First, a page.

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The group 'europe-v-facebook.org' made access requests at Facebook Ireland and received up to 1,222 pages of data per person in 57 data categories that Facebook was holding about them,[103] including data that was previously removed by the users.[104] Despite the amount of information given, the group claimed that Facebook did not give them all of its data. Some of the information not included was "likes", data about the new face recognition function, data about third party websites that use "social plugins" visited by users and information about uploaded videos. Currently the group claims that Facebook holds at least 84 data categories about every user.[105] The first 16 complaints target different problems, from undeleted old "pokes" all the way to the question if sharing and new functions on Facebook should be opt-in or opt-out.[106]The second wave of 6 more complaints was targeting more issues including one against the "Like" button.[107] The most severe could be a complaint that claims that the privacy policy, and the consent to the privacy policy is void under European laws. In an interview with the Irish Independent a spokesperson said that the DPC will "go and audit Facebook, go into the premises and go through in great detail every aspect of security". He continued by saying: "It's a very significant, detailed and intense undertaking that will stretch over four or five days." In December 2011 the DPC has published a first report on Facebook. This report was not legally binding but suggested changes that Facebook should undertake until July 2012. The DPC is planning to do a review about Facebook's progress in July 2012. In spring 2012, Facebook had to undertake many changes, e.g. having an extended download tool that should allow users to exercise the European right to access to all stored information or an update of the worldwide privacy policy. These changes were seen as not sufficient to comply with European law by europe-v-facebook.org. The download tool does not allow, for example, access to all data. The group has launched our-policy.org[108] to suggest improvements to the new policy, which they saw as a backdrop for privacy on Facebook. Since the group managed to get more than 7.000 comments on Facebook's pages, Facebook had to do a worldwide vote on the proposed changes. Such a vote would have only been binding if 30% of all users would have taken part. Facebook did not promote the vote, resulting in only 0.038% participation with about 87% voting against Facebook's new policy. The new privacy policy took effect on the same day. An article published by USA Today in November 2011 claimed that Facebook creates logs of pages visited both by its members and by non-members. Relying on tracking cookiesto keep track of pages visited, the United States Congress and the World Wide Web Consortium are attempting to set new guidelines to deal with Internet privacy concerns, potentially giving users the ability to limit or stop technology companies from tracking their activities.[110] In early November 2015, Facebook was ordered by the Belgian Privacy Commissioner to cease tracking non-users, citing European laws, or else risk fines of up to £250,000 per day.[111] As a result, instead of removing tracking cookies, Facebook prevents non-users from seeing any material on Facebook, including publicly-posted content. Arguing that the cookies provided better security, Facebook said in a statement: "We're disappointed we were unable to reach an agreement and now people will be required to log in or register for an account to see publicly available content on Facebook. Social networks, like Facebook, can have a detrimental effect on marriages, with users becoming worried about their spouse's contacts and relations with other people online, leading to marital breakdown and divorce.[114] According to a 2009 survey in the UK, around 20 percent of divorce petitions included some kind of reference to Facebook. By statistics, 63% of Facebook profiles are automatically set "visible to the public" meaning anyone can access the profiles that users have updated. Facebook also has its own built in messaging system that people can send message to any other user, unless they have disabled the feature to "from friends only". Stalking is not only limited to SNS stalking, but can lead to further 'in person' stalking, because nearly 25% of real life stalking victims reported it started with online instant messaging (e.g. Facebook chat. The notion that people are very much aware that they are being surveiled on websites, like Facebook, and use the surveillance as an opportunity to portray themselves in a way that connotes a certain lifestyle—of which, that individual may, or may not, distort how they are perceived in reality. In 2010, The Wall Street Journal found that many of Facebook's top-rated apps were transmitting identifying information to "dozens of advertising and Internet tracking companies". The apps used an HTTP referer that exposed the user's identity and sometimes their friends' identities. Facebook said that "While knowledge of user ID does not permit access to anyone’s private information on Facebook, we plan to introduce new technical systems that will dramatically limit the sharing of User ID’s". A blog post by a member of Facebook's team further stated that "press reports have exaggerated the implications of sharing a user ID", though still acknowledging that some of the apps were passing the ID in a manner that violated Facebook's policies. In an effort to surveil the personal lives of current, or prospective employees, some employers have asked employees to disclose their Facebook log-in information. This has resulted in the passing of a bill in New Jersey making it illegal for employers to ask potential or current employees for access to their Facebook accounts.[124] Although, the U.S government has yet to pass a national law protecting prospective employees and their social networking sites, from employers, the fourth amendment of the US constitution can protect prospective employees in specific situations. A 2011 study in the online journal First Monday, examines how parents consistently enable children as young as 10 years old to sign up for accounts, directly violating Facebook's policy banning young visitors. This policy is in compliance with a United States law, the 1998 Children's Online Privacy Protection Act, which requires minors aged 13 or younger to gain explicit parental consent to access commercial websites. In other jurisdictions where a similar law sets a lower minimum age, Facebook enforces the lower age. Of the 1,007 households surveyed for the study, 76% of parents reported that their child joined Facebook at an age younger than 13, the minimum age in the site's terms of service. The study also reported that Facebook removes roughly 20,000 users each day for violating its minimum age policy. The study's authors also note, "Indeed, Facebook takes various measures both to restrict access to children and delete their accounts if they join." The findings of the study raise questions primarily about the shortcomings of United States federal law, but also implicitly continue to raise questions about whether or not Facebook does enough to publicize its terms of service with respect to minors. Only 53% of parents said they were aware that Facebook has a minimum signup age; 35% of these parents believe that the minimum age is merely a recommendation, or thought the signup age was 16 or 18, and not 13. Students who post illegal or otherwise inappropriate material have faced disciplinary action from their universities, colleges, and schools including expulsion.[further explanation needed][128] Others posting libelous content relating to faculty have also faced disciplinary action.[129] The Journal of Education for Business states that "a recent study of 200 Facebook profiles found that 42% had comments regarding alcohol, 53% had photos involving alcohol use, 20% had comments regarding sexual activities, 25% had seminude or sexually provocative photos, and 50% included the use of profanity."[130] It is inferred that negative or incriminating Facebook posts can effect alumnis' and potential employers' perception of them. This perception can greatly impact the students' relationships, ability to gain employment, and maintain school enrollment. The desire for social acceptance leads individuals to want to share the most intimate details of their personal lives along with illicit drug use and binge drinking. Too often, these portrayals of their daily lives are exaggerated and/or embellished to attract others like minded to them. On January 23, 2006, The Chronicle of Higher Education continued an ongoing national debate on social networks with an opinion piece written by Michael Bugeja, director of theJournalism School at Iowa State University, entitled "Facing the Facebook".[131] Bugeja, author of the Oxford University Press text Interpersonal Divide (2005), quoted representatives of the American Association of University Professors and colleagues in higher education to document the distraction of students using Facebook and other social networks during class and at other venues in the wireless campus. Bugeja followed up on January 26, 2007 in The Chronicle with an article titled "Distractions in the Wireless Classroom",[132] quoting several educators across the country who were banning laptops in the classroom. Similarly, organizations such as the National Association for Campus Activities,[133] the Association for Education in Journalism and Mass Communication,[134] and others have hosted seminars and presentations to discuss ramifications of students' use of Facebook and other social-networking sites. The EDUCAUSE Learning Initiative has also released a brief pamphlet entitled "7 Things You Should Know About Facebook" aimed at higher education professionals that "describes what [Facebook] is, where it is going, and why it matters to teaching and learning".[135] Some research[136][137][138] on Facebook in higher education suggests that there may be some small educational benefits associated with student Facebook use, including improving engagement which is related to student retention.[138] 2012 research has found that time spent on Facebook is related to involvement in campus activities.[137] This same study found that certain Facebook activities like commenting and creating or RSVPing to events were positively related to student engagement while playing games and checking up on friends was negatively related. Furthermore, using technologies such as Facebook to connect with others can help college students be less depressed and cope with feelings of loneliness and homesickness.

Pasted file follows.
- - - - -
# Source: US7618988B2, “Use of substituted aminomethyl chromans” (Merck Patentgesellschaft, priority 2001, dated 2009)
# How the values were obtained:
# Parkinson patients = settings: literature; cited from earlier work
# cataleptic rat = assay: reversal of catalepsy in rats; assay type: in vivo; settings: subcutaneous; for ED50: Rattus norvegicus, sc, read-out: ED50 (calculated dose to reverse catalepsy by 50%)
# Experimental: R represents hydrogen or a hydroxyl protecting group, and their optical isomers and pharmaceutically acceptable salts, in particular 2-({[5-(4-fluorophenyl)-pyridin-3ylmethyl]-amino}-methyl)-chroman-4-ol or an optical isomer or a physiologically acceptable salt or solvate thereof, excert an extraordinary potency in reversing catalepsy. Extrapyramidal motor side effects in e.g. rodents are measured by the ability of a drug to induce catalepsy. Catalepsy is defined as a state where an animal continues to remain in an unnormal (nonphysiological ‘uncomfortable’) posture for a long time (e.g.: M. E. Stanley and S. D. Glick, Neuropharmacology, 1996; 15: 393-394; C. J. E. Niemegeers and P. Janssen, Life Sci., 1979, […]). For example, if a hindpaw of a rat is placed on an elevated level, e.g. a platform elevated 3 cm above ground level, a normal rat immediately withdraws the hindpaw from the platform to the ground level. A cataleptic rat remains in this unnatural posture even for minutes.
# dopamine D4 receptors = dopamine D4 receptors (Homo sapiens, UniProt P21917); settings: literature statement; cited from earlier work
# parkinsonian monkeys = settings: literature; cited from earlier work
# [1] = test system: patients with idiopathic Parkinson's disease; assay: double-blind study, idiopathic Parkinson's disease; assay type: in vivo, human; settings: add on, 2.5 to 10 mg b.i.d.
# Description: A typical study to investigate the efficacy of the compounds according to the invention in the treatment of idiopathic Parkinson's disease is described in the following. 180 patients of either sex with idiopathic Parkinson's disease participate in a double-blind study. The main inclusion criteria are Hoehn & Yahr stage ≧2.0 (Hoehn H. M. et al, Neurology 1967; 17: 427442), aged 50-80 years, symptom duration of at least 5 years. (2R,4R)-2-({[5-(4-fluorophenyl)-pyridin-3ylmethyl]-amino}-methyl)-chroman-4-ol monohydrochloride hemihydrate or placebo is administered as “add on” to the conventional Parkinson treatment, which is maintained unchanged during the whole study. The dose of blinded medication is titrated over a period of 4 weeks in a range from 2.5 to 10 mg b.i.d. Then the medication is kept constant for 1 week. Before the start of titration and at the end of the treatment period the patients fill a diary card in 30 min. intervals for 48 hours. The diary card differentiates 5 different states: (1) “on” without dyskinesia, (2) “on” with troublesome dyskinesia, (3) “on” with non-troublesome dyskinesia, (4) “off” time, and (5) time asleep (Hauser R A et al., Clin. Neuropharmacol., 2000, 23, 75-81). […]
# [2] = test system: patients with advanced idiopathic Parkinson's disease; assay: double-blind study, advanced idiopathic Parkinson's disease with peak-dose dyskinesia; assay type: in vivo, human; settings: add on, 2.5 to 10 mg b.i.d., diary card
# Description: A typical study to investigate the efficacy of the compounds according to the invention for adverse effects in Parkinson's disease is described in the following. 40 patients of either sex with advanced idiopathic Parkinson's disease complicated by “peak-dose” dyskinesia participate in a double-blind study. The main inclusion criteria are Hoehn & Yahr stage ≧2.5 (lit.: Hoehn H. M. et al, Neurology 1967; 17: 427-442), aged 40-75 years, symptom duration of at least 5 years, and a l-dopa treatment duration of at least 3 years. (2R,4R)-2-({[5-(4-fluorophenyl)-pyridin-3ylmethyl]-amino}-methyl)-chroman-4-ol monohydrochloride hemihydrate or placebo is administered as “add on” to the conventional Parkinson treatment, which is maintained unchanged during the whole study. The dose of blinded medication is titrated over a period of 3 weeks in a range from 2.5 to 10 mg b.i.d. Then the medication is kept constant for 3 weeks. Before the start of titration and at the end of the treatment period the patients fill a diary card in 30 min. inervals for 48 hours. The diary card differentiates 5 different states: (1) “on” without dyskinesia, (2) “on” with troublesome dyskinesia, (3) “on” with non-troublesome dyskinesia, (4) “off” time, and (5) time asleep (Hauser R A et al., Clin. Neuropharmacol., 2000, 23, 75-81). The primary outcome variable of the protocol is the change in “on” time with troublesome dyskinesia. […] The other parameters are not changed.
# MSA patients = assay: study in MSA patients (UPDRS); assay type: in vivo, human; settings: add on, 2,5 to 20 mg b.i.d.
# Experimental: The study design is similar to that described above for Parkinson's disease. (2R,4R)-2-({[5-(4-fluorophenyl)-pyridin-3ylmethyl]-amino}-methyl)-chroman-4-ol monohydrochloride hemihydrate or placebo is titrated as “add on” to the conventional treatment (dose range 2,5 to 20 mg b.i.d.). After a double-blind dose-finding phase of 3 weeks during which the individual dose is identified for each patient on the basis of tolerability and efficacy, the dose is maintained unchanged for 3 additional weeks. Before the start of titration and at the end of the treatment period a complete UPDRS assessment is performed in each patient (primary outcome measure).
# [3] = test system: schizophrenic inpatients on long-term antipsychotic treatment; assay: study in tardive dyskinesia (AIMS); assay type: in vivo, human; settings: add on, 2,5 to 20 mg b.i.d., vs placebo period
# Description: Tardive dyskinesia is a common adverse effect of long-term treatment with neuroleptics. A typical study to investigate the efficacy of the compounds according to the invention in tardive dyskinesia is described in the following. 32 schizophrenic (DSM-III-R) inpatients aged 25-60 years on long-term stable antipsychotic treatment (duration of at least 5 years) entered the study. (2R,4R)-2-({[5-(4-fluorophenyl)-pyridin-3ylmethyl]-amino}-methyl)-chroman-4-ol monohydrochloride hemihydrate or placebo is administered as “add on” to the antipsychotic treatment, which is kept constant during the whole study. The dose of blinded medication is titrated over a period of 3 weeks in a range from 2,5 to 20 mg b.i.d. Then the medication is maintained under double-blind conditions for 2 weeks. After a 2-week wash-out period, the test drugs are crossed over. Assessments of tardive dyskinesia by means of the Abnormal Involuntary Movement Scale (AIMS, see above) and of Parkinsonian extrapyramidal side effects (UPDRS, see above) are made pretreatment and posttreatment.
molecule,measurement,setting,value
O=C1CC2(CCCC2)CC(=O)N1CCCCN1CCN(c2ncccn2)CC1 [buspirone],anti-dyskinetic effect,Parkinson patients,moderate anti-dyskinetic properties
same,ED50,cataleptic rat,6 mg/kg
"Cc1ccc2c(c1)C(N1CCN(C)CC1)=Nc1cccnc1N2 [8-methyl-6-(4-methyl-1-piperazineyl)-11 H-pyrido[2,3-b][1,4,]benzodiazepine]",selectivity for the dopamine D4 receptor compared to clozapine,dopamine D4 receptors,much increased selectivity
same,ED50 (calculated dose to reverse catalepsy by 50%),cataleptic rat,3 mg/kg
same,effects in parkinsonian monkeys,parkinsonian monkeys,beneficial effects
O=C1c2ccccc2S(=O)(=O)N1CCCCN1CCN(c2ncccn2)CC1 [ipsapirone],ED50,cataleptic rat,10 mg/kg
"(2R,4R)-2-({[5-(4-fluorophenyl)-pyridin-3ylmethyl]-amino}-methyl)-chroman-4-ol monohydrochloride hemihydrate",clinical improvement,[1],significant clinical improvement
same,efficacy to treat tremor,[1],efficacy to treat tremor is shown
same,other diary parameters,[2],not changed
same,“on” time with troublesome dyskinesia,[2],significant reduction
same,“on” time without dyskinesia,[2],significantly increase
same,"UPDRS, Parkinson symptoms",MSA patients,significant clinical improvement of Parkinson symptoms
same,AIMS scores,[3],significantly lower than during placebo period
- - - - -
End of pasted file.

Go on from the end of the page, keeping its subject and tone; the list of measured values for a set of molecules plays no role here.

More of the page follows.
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As of February 2012, only four published peer-reviewed studies have examined the relationship between Facebook use and grades.[136][140][141][142] There is considerable variance in the findings. Pasek et al. (2009)[142] found there was no relationship between Facebook use and grades. Kolek and Saunders (2008)[141] found that there were no differences in overall grade point average (GPA) between users and non-users of Facebook. Kirschner and Karpinski (2010)[140] found that Facebook users reported a lower mean GPA than non-users. Junco's (2012)[136] study clarifies the discrepancies in these findings. While Junco (2012)[136] found a negative relationship between time spent on Facebook and student GPA in his large sample of college students, the real-world impact of the relationship was negligible. Furthermore, Junco (2012)[136] found that sharing links and checking up on friends were positively related to GPA while posting status updates was negatively related. In addition to noting the differences in how Facebook use was measured among the four studies, Junco (2012)[136] concludes that the ways in which students use Facebook are more important in predicting academic outcomes. Facebook has been criticized for making people envious and unhappy due to the constant exposure to positive yet unrepresentative highlights of their peers. Such highlights include, but are not limited to, wall posts, videos, and photos that depict or reference such positive or otherwise outstanding activities, experiences, and facts. This effect is caused mainly by the fact that most users of Facebook usually only display the positive aspects of their lives while excluding the negative, though it is also strongly connected to inequalityand the disparities between social groups as Facebook is open to users from all classes of society. Sites such as AddictionInfo.org[143] state that this kind of envy has profound effects on other aspects of life and can lead to severe depression, self-loathing, rage and hatred, resentment, feelings of inferiority and insecurity, pessimism, suicidal tendencies and desires, social isolation, and other issues that can prove very serious. This condition has often been called "Facebook Envy" or "Facebook Depression" by the media. A joint study conducted by two German universities demonstrated Facebook envy and found that as many as one out of three people actually feel worse and less satisfied with their lives after visiting the site. Vacation photos were found to be the most common source of feelings of resentment and jealousy. After that, social interaction was the second biggest cause of envy, as Facebook users compare the number of birthday greetings, likes, and comments to those of their friends. Visitors who contributed the least tended to feel the worst. "According to our findings, passive following triggers invidious emotions, with users mainly envying happiness of others, the way others spend their vacations; and socialize," the study states. Research performed by psychologists from Edinburgh Napier University indicated that Facebook adds stress to users' lives. Causes of stress included fear of missing important social information, fear of offending contacts, discomfort or guilt from rejecting user requests or deleting unwanted contacts or being unfriended or blocked by Facebook friends or other users, the displeasure of having friend requests rejected or ignored, the pressure to be entertaining, criticism or intimidation from other Facebook users, and having to use appropriate etiquette for different types of friends.[152] Many people who started using Facebook for positive purposes or with positive expectations have found that the website has negatively impacted their lives.[153] Next to that, the increasing number of messages and social relationships embedded in SNS also increases the amount of social information demanding a reaction from SNS users. Consequently SNS users perceive they are giving too much social support to other SNS friends. This dark side of SNS usage is called ‘social overload’. It is caused by the extent of usage, number of friends, subjective social support norms, and type of relationship (online-only vs offline friends) while age has only an indirect effect. The psychological and behavioral consequences of social overload include perceptions of SNS exhaustion, low user satisfaction, and high intentions to reduce or stop using SNS. The "World Unplugged" study, which was conducted in 2011, claims that for some users quitting social networking sites is comparable to quitting smoking or giving up alcohol.[155]Another study conducted in 2012 by researchers from the University of Chicago Booth School of Business in the United States found that drugs like alcohol and tobacco could not keep up with social networking sites regarding their level of addictiveness.[156] A 2013 study in the journal CyberPsychology, Behavior, and Social Networking found that some users decided to quit social networking sites because they felt they were addicted. In 2014, the site went down for about 30 minutes, prompting several users to call 9-1-1. It has been admitted by many students that they have experienced bullying on the site, which leads to psychological harm. Students of high schools face a possibility of bullying and other adverse behaviors over Facebook every day. Many studies have attempted to discover whether Facebook has a positive or negative effect on children’s and teenagers’ social lives, and many of them have come to the conclusion that there are distinct social problems that arise with Facebook usage. British neuroscientist Susan Greenfield stuck up for the issues that children encounter on social media sites. She said that they can rewire the brain, which caused some hysteria over whether or not social networking sites are safe. She did not back up her claims with research, but did cause quite a few studies to be done on the subject. When that self is then broken down by others by badmouthing, criticism, harassment, criminalization or vilification, intimidation, demonization, demoralization, belittlement, or attacking someone over the site it can cause much of the envy, anger, or depression. Sherry Turkle, in her book Alone Together: Why We Expect More from Technology and Less from Each Other, argues that social media bring people closer and further apart at the same time. One of the main points she makes is that there is a high risk in treating persons online with dispatch like objects. Although people are networked on Facebook, their expectations of each other tend to be lessened. According to Turkle, this could cause a feeling of loneliness in spite of being together. A 2014 study titled "Experimental evidence of massive-scale emotional contagion through social networks" manipulated the balance of positive and negative messages seen by 689,000 Facebook users. The paper details the experiment running from January 11 to 18, 2012, in an attempt to identify emotional contagion effects by altering the amount of emotional content in the targeted users' news feed.[163][164] The researchers concluded that they had found "some of the first experimental evidence to support the controversial claims that emotions can spread throughout a network, [though] the effect sizes from the manipulations are small". The study was criticized for both its ethics and methods/claims. As controversy about the study grew, Adam Kramer, a lead author of both studies and member of the Facebook data team, defended the work in a Facebook update.[166] A few days later, Sheryl Sandburg, Facebook's COO, made a statement while travelling abroad. While at an Indian Chambers of Commerce event in New Delhi she stated that: "This was part of ongoing research companies do to test different products, and that was what it was. It was poorly communicated and for that communication we apologize. We never meant to upset you. Shortly thereafter, on July 3, 2014, USA Today reported that the privacy watchdog group Electronic Privacy Information Center (EPIC) had filed a formal complaint with the Federal Trade claiming that Facebook had broken the law when it conducted the study on the emotions of its users without their knowledge or consent. In its complaint the EPIC alleged that Facebook had deceived it users by secretly conducting a psychological experiment on their emotions: "At the time of the experiment, Facebook did not state in the Data Use Policy that user data would be used for research purposes. Facebook also failed to inform users that their personal information would be shared with researchers.